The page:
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PostPosted: Wed Sep 15, 2021 3:02 pm 
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Thanks all

@Golden75 - Thanks for sharing. I appreciate the candour. But think you may be putting up with a lot.. I appreciate strict timings, etc. - but if a school prioritizes their 'rules' over children's well being, regularly - tbh there's a lot of improvement required in the school.

Good call on the "what to do if feeling unwell" guidance.. Its in the FAQ, and says this "These arrangements may include allowing the candidate to leave the test room for a short period under supervision; returning to finish the tests." Thats what she wanted to do, but was denied.

I believe NonSuch extended the toilet breaks to account for all children being able to use toilets - which is quite honestly, common sense - and fair.


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PostPosted: Wed Sep 15, 2021 3:24 pm 
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Upset Dad wrote:
if a school prioritizes their 'rules' over children's well being, regularly - tbh there's a lot of improvement required in the school.


I don't think you should draw conclusions about the school where your dd sat the test based on her SET experience. The SET administration that runs the Sutton Grammars entry tests uses the Wally girls& Nonsuch premises to run the tests, but the test is not run by the school itself. Wally girls had no say in whether the toilet break could be extended or not.

Are you hoping that your dd can re-sit the test? Have you tried calling the SET admissions to see what they think?


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PostPosted: Wed Sep 15, 2021 3:52 pm 
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Upset Dad wrote:
Thanks all
Good call on the "what to do if feeling unwell" guidance.. Its in the FAQ, and says this "These arrangements may include allowing the candidate to leave the test room for a short period under supervision; returning to finish the tests." Thats what she wanted to do, but was denied.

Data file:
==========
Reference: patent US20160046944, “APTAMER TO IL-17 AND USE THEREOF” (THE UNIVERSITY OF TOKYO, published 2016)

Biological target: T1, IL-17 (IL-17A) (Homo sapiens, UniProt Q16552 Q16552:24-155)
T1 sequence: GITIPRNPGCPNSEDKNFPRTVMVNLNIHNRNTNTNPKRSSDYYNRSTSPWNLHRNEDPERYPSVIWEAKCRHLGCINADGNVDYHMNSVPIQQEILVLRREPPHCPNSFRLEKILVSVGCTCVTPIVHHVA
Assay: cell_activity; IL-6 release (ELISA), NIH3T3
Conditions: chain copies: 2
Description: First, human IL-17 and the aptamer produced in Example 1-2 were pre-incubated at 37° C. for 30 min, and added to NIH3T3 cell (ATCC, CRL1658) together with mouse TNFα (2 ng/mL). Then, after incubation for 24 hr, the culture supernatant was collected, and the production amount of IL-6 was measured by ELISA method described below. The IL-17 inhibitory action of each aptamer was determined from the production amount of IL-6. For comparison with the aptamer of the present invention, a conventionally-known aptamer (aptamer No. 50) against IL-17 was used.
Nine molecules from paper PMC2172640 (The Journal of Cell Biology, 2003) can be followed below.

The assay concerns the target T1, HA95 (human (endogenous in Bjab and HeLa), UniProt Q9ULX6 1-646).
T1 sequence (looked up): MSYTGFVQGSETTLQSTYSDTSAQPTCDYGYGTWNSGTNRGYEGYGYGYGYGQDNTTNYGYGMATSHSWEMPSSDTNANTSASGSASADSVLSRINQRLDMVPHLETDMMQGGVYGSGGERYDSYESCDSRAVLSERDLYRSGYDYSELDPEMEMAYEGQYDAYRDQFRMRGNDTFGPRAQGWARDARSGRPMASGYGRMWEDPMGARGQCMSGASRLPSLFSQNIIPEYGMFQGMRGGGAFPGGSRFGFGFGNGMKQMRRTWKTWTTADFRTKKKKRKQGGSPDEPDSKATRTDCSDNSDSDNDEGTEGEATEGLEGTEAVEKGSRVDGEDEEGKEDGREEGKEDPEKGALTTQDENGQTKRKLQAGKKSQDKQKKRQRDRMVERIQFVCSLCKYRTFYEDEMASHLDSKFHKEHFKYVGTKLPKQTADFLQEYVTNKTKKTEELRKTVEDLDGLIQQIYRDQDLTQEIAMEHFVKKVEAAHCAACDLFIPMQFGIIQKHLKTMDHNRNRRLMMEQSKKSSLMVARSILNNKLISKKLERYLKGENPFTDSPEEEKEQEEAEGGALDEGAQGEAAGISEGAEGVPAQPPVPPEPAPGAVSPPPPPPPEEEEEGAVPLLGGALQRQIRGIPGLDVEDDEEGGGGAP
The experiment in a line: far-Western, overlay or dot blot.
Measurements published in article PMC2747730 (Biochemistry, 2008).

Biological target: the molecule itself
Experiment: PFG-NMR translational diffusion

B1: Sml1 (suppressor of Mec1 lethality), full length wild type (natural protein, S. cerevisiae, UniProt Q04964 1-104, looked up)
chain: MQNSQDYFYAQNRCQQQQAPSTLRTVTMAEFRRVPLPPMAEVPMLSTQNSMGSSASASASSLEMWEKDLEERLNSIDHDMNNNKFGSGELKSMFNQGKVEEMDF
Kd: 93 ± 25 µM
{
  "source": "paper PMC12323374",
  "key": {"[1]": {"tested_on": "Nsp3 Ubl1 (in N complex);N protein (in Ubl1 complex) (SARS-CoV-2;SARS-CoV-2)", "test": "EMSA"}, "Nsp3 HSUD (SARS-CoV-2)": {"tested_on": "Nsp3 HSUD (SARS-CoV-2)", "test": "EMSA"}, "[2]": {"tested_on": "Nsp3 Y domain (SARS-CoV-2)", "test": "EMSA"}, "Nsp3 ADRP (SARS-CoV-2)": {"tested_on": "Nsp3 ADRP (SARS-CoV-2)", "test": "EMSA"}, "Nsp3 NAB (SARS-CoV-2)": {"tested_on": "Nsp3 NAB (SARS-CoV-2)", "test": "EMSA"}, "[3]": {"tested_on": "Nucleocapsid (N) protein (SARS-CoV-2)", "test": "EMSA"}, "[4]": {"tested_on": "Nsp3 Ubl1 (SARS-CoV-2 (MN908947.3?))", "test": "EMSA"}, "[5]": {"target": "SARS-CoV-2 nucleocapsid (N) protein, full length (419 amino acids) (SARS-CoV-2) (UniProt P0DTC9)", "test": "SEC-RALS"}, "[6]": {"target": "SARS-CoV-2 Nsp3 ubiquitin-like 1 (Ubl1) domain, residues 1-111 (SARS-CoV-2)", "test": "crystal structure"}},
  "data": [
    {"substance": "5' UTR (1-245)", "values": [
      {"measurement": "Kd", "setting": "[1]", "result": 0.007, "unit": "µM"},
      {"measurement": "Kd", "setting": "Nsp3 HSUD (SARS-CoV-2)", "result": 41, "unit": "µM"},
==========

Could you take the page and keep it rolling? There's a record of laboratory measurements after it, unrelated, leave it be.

It's long been the case that children can't ask to use the toilet in the last few minutes of the exam. I can't remember the cut-off - 10 or 15 or possibly 20 minutes - but it's to stop the rush to the loo when a lot of children have finished because it's too distracting for those who haven't. They should have been told the information about the cut-off for the toilet before they started.

I'm surprised she wasn't allowed to use the toilet after the test finished.


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PostPosted: Wed Sep 15, 2021 5:46 pm 
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Upset Dad wrote:
Are you hoping that your dd can re-sit the test? Have you tried calling the SET admissions to see what they think?


At this stage, I was just looking for ideas on what is possible. If a complaint around maladministration is a proportionate recourse, then I might do that.

Golden75 wrote:
I don't think you should draw conclusions about the school where your dd sat the test based on her SET experience.


In actual fact, there are some bits about the test where the school was responsible or could have done something about. One example is the additional information in respect of the day. Wally girls issued a 1-pager on their website (https://www.wallingtongirls.sutton.sch. ... CAE99B.pdf)
as against a helpful slide deck that Nonsuch produced that had in it suggested & charges of nearby parking areas, an image of the kind of the bag that was permitted inside, etc. I saw a number of parents who were having to empty their child's bag and stuff their pockets, with a smile on the face so as not to stress their child - only because sufficient information wasnt provided by the school in the first place. Aside from this, I have also had no response to multiple chases on them emailing me the only virtual webinar they recorded. IMHO, its 'sloping shoulders' for any school to blame someone else for every problem i.e the council for strict times, the child for not following 'what to do when you feel unwell', but often there are some things they could always have done. We did get another 'you "should have" asked in the class' by one of the staff when we approached to use the toilet on the way out post collection. As an outsider, these are the few cues that give away how much user-centred the school is.

Its great to know that your DD enjoys the school & wish her well, but wonder if that is largely down to the quality of students rather than the school itself..

I am starting to question if the emperor really has any clothes!


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PostPosted: Wed Sep 15, 2021 6:06 pm 
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Upset Dad- Horses for courses, hope you find a school that you feel is the right fit for your dd if you feel that Wally girls doesn't meet your expectations.
My dd1 is at Nonsuch and dd2 at Wally girls and so far my feeling is that the Wally girls communication and responsiveness has been brilliant, better than my experience with Nonsuch.